Tuesday, October 01, 2013

Aix en Provence

After Avignon, we moved on to Aix.  Those visiting need to be aware that TGV stations are remote from the towns they serve, not quite on the scale of London Stansted, but still some distance.  It is barely half an hour on the train from Avignon to Aix, yet there is no direct train there.  Instead,  you have to use a combination of shuttle buses and taxis which makes the journey much more of a hassle - or an adventure if you like.


Central Aix is mediaeval in its pattern, with cavernous ancient streets and many squares with fountains.  The streets are narrow and still have a centrally placed gutter, which must once have been the case elsewhere too.

 On a Sunday, with a jazz combo entertaining the passing crowds, a street market in full swing, pavement cafes doing good trade and classic car owners raising money for charity by giving tourists a ride around the block, Aix is full of bonhomie.  It would be a great place to be a student or to take a term's course.

While we were there it was the Heritage open weekend - or Patrimoine.  Outside the cathedral, various artisans and conservation studios had their stands.  I was much taken with this textile belonging to one Herve Hornoy who runs a textile conservation business, Memoires-Tissees.  This is Chinese canvaswork which he explained was used as a 'prentice piece before they moved on to embroidery on satin.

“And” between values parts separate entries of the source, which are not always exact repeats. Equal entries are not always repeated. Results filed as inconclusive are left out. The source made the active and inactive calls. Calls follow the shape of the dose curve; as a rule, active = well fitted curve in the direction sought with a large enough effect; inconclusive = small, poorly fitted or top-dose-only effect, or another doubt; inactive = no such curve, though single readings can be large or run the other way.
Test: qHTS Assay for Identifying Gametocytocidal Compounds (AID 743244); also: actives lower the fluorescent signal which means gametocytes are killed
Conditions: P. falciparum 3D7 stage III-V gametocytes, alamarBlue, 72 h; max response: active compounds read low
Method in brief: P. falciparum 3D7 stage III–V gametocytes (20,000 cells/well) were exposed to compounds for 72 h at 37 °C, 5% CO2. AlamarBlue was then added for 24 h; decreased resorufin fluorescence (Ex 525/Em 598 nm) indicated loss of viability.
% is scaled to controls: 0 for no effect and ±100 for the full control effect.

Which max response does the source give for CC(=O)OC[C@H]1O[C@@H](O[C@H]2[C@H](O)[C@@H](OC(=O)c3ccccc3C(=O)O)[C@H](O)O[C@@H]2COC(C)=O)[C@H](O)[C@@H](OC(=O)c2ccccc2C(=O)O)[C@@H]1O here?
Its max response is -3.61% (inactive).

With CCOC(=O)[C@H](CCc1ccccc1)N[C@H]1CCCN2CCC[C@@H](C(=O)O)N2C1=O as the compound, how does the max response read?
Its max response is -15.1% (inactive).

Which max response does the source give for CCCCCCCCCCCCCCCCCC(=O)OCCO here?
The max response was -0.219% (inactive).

We must have visited more art galleries on this trip than we have done in the previous ten years.  In Aix we were able to catch the exhibition at the Musee Granet, exploring the way the area was a breeding ground for artists in the early twentieth century.  In their basement they had not only a Rembrandt  self-portrait, but also some very strange pre-Roman sculpture showing dismembered heads.

On a hot afternoon we visited this lovely little House, set in well-kept gardens.  Inside, in pretty rooms with some antique furniture, was an exhibition of very modern and very ugly artwork, somehow trying to make a textile link with the past.  It was the kind of exhibition where the room steward has to tell visitors not to step on the carpet as it is actually a work of art.  One room in particular lingers in the mind's eye: it was decked out in red with structures mimicking carcases in an abattoir hanging from the ceiling.

Our best visit took us up the hill to Cezanne's studio.  We climbed the steps not knowing what to expect but there was the single room painted in a soft grey.  On the shelf were recognisable coffeepots and pottery, coats still hanging on the rack, and a giant step ladder centrally placed.   Can this really be a survival from 1912 or is it a reconstruction?   I asked about the curious long slot-like window and was told that Cezanne used this to slide big canvases out to see what they looked like in daylight. Amazing.

From there it was a short walk up the hill to the Garden of the Painters, where I took this photo.

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